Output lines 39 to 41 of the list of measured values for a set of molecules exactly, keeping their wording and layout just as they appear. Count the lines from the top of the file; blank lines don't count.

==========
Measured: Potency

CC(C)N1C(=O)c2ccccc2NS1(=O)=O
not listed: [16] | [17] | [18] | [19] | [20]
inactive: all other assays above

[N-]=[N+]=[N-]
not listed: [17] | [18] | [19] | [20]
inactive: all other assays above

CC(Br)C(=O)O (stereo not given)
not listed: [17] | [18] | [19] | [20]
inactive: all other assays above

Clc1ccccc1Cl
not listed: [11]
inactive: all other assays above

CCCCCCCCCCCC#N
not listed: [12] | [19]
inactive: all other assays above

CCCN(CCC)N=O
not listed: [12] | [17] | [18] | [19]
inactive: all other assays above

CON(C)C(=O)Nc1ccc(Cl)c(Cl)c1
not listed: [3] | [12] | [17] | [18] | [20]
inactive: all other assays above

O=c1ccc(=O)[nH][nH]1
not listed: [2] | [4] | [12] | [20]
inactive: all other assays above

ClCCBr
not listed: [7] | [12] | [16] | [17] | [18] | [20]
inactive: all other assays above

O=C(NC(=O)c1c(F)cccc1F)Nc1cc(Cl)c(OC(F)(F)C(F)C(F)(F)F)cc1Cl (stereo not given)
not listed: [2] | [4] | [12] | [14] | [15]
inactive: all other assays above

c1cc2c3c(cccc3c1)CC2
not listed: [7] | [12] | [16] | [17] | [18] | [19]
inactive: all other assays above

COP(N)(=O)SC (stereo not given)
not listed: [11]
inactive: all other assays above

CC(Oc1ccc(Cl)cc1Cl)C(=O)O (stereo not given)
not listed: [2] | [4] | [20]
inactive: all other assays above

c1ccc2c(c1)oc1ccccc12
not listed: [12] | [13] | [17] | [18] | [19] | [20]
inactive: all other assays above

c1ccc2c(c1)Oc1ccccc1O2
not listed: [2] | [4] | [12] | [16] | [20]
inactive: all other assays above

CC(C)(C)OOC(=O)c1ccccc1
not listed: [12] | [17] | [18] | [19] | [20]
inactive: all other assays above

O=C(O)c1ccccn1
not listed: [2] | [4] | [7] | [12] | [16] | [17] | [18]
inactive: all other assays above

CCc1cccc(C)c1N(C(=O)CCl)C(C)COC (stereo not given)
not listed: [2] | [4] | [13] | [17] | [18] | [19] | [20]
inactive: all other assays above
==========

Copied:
not listed: [2] | [4] | [20]
inactive: all other assays above

c1ccc2c(c1)oc1ccccc12